Another ongoing campaign asks users to identify flooded and damaged infrastructure and trash heaps in post-Hurricane Maria Puerto Rico.
Now that Where the Animals Go, a book that maps tracking data from field biologists’ research projects, is available in a U.S. edition (previously), it’s getting another round of media attention on this side of the pond. This CityLab piece interviews the authors and highlights several of the maps (and the studies behind them).
The Art of Cartographics (Goodman) is available now in the U.K. but won’t come out in North America until March 2018. The publisher describes it as “a stunning collection of maps designed in a unique way. […] This carefully curated book selects the most creative and interesting map design projects from around the world, and offers inspiration for designers and map-lovers alike. Covering themes including power, gentrification, literature, animals, plants and food, and showcasing handrawn, painted, digital, 3D sculpted and folded maps, Cartographics offers a slice of social history that is as beautiful as it is fascinating.” Buy at Amazon U.K. | Pre-order at Amazon
Also out next week: the National Geographic Atlas of Beer (National Geographic). I have no information about the quantity or quality of the maps therein, but according to the publisher the book does have some: “The most visually stunning and comprehensive beer atlas available, this richly illustrated book includes more beers and more countries than any other book of its kind. Including beer recommendations from Garrett Oliver, the famed brewmaster of Brooklyn Brewery, and written by ‘beer geographers’ Nancy Hoalst-Pullen and Mark Patterson, this indispensable guide features more than 100 illuminating maps and over 200 beautiful color photos.” Buy at Amazon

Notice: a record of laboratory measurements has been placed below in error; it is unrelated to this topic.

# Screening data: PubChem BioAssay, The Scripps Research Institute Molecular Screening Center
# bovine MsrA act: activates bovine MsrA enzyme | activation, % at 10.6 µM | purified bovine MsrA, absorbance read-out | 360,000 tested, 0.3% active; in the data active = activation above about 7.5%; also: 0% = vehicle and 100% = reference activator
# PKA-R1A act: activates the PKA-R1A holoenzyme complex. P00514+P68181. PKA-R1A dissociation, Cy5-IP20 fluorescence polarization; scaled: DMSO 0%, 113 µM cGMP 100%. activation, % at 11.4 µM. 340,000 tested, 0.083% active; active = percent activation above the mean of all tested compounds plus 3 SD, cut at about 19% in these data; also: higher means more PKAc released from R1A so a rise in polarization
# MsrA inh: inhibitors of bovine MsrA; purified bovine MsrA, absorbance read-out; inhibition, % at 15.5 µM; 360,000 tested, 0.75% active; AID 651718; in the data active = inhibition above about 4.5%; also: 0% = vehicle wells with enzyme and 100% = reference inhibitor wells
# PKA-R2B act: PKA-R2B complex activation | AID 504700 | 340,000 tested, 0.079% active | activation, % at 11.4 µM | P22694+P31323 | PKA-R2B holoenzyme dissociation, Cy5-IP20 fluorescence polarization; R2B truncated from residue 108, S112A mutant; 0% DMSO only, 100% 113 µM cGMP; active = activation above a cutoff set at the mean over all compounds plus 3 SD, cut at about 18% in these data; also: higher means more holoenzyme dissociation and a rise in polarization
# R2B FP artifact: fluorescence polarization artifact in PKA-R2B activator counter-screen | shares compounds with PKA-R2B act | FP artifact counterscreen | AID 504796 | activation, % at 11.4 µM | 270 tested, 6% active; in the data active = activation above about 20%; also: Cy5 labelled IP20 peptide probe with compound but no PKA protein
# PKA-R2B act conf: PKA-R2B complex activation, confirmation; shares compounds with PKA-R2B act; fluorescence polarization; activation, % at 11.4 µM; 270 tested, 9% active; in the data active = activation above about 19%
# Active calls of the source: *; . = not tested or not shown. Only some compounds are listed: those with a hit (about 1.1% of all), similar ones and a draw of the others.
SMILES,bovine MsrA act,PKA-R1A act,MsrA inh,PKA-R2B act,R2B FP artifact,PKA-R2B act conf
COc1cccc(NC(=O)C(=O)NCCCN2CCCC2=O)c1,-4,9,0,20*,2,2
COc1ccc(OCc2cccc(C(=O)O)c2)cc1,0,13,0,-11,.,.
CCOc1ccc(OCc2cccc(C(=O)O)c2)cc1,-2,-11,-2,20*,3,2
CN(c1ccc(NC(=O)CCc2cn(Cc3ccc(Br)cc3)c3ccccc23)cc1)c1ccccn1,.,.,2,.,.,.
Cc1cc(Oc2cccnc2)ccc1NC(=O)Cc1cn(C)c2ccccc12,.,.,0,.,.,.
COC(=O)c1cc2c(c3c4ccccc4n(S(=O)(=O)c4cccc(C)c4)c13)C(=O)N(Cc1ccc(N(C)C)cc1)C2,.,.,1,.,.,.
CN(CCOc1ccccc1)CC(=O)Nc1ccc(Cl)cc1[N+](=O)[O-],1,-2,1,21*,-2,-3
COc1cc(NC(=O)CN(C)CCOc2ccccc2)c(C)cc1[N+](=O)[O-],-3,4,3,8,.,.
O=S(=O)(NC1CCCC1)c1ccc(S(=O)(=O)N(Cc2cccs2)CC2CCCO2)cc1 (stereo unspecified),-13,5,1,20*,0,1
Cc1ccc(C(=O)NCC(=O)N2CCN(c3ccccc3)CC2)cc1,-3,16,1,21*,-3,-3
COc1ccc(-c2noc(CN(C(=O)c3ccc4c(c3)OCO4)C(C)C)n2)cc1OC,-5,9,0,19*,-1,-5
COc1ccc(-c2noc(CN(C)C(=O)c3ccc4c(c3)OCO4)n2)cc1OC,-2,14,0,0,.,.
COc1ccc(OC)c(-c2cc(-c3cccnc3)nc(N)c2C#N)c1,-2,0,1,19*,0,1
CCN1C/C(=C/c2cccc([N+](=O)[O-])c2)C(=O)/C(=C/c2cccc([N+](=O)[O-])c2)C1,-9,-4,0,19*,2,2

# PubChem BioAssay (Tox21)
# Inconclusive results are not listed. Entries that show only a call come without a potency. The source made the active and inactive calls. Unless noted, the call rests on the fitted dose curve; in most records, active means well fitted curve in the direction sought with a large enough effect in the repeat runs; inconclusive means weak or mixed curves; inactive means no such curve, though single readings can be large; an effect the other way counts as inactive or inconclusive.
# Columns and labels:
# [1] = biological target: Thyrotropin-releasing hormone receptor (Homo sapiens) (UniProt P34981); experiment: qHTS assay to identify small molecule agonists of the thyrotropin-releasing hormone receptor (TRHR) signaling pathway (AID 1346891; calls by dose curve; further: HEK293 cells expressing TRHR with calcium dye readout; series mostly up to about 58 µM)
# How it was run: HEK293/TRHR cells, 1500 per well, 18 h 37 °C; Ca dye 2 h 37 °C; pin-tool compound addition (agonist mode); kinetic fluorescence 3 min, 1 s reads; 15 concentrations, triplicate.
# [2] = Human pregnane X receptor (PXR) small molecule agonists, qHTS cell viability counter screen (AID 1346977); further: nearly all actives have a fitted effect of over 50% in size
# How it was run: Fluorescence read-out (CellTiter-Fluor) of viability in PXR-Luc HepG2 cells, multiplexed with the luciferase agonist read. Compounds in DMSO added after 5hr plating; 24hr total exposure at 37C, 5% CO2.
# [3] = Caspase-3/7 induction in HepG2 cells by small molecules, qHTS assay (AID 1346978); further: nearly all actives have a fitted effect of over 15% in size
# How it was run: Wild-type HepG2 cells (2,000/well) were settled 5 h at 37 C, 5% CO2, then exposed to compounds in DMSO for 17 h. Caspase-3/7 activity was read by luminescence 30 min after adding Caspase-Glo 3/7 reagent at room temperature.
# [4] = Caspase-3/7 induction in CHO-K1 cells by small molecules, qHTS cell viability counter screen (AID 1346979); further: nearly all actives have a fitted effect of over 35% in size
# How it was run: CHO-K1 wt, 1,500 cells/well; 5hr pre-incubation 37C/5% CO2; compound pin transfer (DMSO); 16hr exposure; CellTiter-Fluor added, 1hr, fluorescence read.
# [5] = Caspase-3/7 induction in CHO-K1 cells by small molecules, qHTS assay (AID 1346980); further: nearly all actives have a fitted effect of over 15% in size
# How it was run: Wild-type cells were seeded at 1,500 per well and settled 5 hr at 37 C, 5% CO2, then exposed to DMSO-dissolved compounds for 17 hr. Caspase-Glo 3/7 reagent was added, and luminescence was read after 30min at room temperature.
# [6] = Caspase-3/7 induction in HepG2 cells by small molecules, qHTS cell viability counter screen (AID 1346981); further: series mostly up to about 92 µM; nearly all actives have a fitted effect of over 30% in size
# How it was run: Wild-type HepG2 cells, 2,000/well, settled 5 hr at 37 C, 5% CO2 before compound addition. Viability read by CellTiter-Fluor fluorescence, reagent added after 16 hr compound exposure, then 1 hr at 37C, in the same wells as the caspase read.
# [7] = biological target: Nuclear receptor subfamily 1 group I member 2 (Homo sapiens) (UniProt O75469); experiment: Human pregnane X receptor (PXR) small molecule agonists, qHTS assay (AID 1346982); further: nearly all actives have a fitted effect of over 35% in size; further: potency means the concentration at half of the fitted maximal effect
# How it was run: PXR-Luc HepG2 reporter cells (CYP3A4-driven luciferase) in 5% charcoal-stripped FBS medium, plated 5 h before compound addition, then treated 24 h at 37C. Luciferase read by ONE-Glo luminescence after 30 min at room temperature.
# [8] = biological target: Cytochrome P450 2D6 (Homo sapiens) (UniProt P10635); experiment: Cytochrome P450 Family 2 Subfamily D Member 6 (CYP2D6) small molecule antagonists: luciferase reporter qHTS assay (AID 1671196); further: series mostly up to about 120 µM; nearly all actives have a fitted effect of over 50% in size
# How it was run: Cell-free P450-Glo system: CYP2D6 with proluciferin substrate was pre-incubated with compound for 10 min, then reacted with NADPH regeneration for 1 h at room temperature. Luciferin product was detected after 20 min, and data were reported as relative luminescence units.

I was three years old when this map was released. When I was at Moore Elementary (home of the fighting Armadillos!) in the late 1980s, and early 1990s, I specifically remembered this map because it was huge! The Natural Heritage Map of Texas is 4-feet by 4-feet, and it hung in the school cafeteria, to the left of the stage where so many school assemblies had occurred. The map is colorful, big and filled with animals. To be honest, at the time, the animals are what drew my attention, but the map always stuck in my mind because it was the first large wall map I had ever seen. More than anything, though, there was an ocelot in my face, and in the face of every other elementary student in the building who walked up to look at this map. At the time, I thought an ocelot was kind of like a mix between a house cat and a lion or a tiger, and a lion or tiger was really cool. I was hooked! I would always look at the ocelot, as well as the other animals, and the map, and think about what it all meant.
Migrations in Motion models the average directions wildlife will need to move in order to survive the effects of climate change. As Canadian Geographic explains, “As climate change disrupts habitats, researchers believe wildlife will instinctively migrate to higher elevations and latitudes, but for many species, that will mean navigating around, over or through human settlements and infrastructure.” The map, the design of which is modeled on the hint.fm wind map, covers both North and South America and does not purport to model the path of individual species; rather it’s an average based on computer modelling.